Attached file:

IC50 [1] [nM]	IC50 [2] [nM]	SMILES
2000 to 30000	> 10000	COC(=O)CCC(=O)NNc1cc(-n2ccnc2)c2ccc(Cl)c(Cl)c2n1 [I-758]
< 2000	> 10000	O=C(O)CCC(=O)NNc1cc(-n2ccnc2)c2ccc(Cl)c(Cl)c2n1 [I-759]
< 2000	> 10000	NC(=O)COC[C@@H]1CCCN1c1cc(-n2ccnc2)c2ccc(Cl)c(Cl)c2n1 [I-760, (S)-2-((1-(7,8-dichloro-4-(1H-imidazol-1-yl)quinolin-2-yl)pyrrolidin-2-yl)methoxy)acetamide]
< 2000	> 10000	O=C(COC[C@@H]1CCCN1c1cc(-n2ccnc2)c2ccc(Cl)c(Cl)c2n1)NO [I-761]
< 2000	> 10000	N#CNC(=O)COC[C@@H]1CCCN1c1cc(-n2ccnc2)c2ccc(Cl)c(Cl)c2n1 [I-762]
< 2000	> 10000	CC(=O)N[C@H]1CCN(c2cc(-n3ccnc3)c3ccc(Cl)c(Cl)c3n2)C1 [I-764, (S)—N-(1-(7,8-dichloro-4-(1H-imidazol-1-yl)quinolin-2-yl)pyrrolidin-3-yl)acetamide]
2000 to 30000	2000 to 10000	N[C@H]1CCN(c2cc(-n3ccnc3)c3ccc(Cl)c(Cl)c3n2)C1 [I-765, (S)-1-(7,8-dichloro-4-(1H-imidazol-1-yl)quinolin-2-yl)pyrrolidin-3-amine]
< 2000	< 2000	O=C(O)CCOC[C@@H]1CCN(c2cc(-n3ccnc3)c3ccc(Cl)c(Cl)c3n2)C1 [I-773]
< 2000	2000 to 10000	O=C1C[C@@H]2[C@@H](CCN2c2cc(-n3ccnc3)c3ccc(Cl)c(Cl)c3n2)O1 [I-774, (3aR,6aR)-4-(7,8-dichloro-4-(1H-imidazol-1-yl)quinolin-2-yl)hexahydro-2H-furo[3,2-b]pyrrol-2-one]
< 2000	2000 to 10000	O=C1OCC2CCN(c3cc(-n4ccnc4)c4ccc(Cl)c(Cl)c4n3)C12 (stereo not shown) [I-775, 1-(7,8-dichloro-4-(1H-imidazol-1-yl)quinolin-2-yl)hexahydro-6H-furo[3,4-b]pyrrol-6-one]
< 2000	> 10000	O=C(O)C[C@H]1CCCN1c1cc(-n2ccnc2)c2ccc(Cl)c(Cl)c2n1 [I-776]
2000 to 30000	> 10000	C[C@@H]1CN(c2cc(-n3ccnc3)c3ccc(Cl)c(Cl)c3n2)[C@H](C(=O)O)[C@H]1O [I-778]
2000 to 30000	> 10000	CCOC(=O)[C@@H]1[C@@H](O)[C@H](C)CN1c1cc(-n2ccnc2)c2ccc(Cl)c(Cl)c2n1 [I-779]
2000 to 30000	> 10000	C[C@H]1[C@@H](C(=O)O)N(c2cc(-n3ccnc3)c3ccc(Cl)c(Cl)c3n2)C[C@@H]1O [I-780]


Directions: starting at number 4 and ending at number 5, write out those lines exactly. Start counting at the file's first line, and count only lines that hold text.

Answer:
< 2000	> 10000	NC(=O)COC[C@@H]1CCCN1c1cc(-n2ccnc2)c2ccc(Cl)c(Cl)c2n1 [I-760, (S)-2-((1-(7,8-dichloro-4-(1H-imidazol-1-yl)quinolin-2-yl)pyrrolidin-2-yl)methoxy)acetamide]
< 2000	> 10000	O=C(COC[C@@H]1CCCN1c1cc(-n2ccnc2)c2ccc(Cl)c(Cl)c2n1)NO [I-761]